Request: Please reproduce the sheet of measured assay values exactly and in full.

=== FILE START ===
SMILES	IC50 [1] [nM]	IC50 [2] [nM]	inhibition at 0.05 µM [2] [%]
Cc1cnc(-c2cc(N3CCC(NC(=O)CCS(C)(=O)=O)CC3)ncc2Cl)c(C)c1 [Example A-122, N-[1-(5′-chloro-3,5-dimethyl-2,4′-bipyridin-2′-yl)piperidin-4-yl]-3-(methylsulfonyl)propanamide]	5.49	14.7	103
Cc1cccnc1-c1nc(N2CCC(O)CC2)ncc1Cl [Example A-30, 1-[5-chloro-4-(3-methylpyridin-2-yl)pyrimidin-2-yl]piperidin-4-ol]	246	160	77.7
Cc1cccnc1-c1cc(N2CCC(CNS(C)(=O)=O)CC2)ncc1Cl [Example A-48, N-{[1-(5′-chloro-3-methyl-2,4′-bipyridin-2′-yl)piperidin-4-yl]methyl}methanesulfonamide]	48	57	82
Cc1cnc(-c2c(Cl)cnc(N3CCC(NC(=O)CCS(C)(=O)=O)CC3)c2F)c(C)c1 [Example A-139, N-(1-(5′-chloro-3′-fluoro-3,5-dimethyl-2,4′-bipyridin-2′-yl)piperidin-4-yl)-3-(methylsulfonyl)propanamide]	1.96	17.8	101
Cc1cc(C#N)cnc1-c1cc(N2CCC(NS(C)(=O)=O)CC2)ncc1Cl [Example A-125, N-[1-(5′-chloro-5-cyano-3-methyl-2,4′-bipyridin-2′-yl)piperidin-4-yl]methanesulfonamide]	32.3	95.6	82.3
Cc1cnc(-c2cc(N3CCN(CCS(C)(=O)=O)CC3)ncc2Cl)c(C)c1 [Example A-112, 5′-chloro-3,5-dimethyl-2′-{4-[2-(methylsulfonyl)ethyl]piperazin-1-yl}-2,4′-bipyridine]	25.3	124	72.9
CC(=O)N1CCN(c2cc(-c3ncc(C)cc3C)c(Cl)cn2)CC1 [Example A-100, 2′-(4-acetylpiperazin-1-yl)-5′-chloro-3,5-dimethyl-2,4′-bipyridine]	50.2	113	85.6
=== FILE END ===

SMILES	IC50 [1] [nM]	IC50 [2] [nM]	inhibition at 0.05 µM [2] [%]
Cc1cnc(-c2cc(N3CCC(NC(=O)CCS(C)(=O)=O)CC3)ncc2Cl)c(C)c1 [Example A-122, N-[1-(5′-chloro-3,5-dimethyl-2,4′-bipyridin-2′-yl)piperidin-4-yl]-3-(methylsulfonyl)propanamide]	5.49	14.7	103
Cc1cccnc1-c1nc(N2CCC(O)CC2)ncc1Cl [Example A-30, 1-[5-chloro-4-(3-methylpyridin-2-yl)pyrimidin-2-yl]piperidin-4-ol]	246	160	77.7
Cc1cccnc1-c1cc(N2CCC(CNS(C)(=O)=O)CC2)ncc1Cl [Example A-48, N-{[1-(5′-chloro-3-methyl-2,4′-bipyridin-2′-yl)piperidin-4-yl]methyl}methanesulfonamide]	48	57	82
Cc1cnc(-c2c(Cl)cnc(N3CCC(NC(=O)CCS(C)(=O)=O)CC3)c2F)c(C)c1 [Example A-139, N-(1-(5′-chloro-3′-fluoro-3,5-dimethyl-2,4′-bipyridin-2′-yl)piperidin-4-yl)-3-(methylsulfonyl)propanamide]	1.96	17.8	101
Cc1cc(C#N)cnc1-c1cc(N2CCC(NS(C)(=O)=O)CC2)ncc1Cl [Example A-125, N-[1-(5′-chloro-5-cyano-3-methyl-2,4′-bipyridin-2′-yl)piperidin-4-yl]methanesulfonamide]	32.3	95.6	82.3
Cc1cnc(-c2cc(N3CCN(CCS(C)(=O)=O)CC3)ncc2Cl)c(C)c1 [Example A-112, 5′-chloro-3,5-dimethyl-2′-{4-[2-(methylsulfonyl)ethyl]piperazin-1-yl}-2,4′-bipyridine]	25.3	124	72.9
CC(=O)N1CCN(c2cc(-c3ncc(C)cc3C)c(Cl)cn2)CC1 [Example A-100, 2′-(4-acetylpiperazin-1-yl)-5′-chloro-3,5-dimethyl-2,4′-bipyridine]	50.2	113	85.6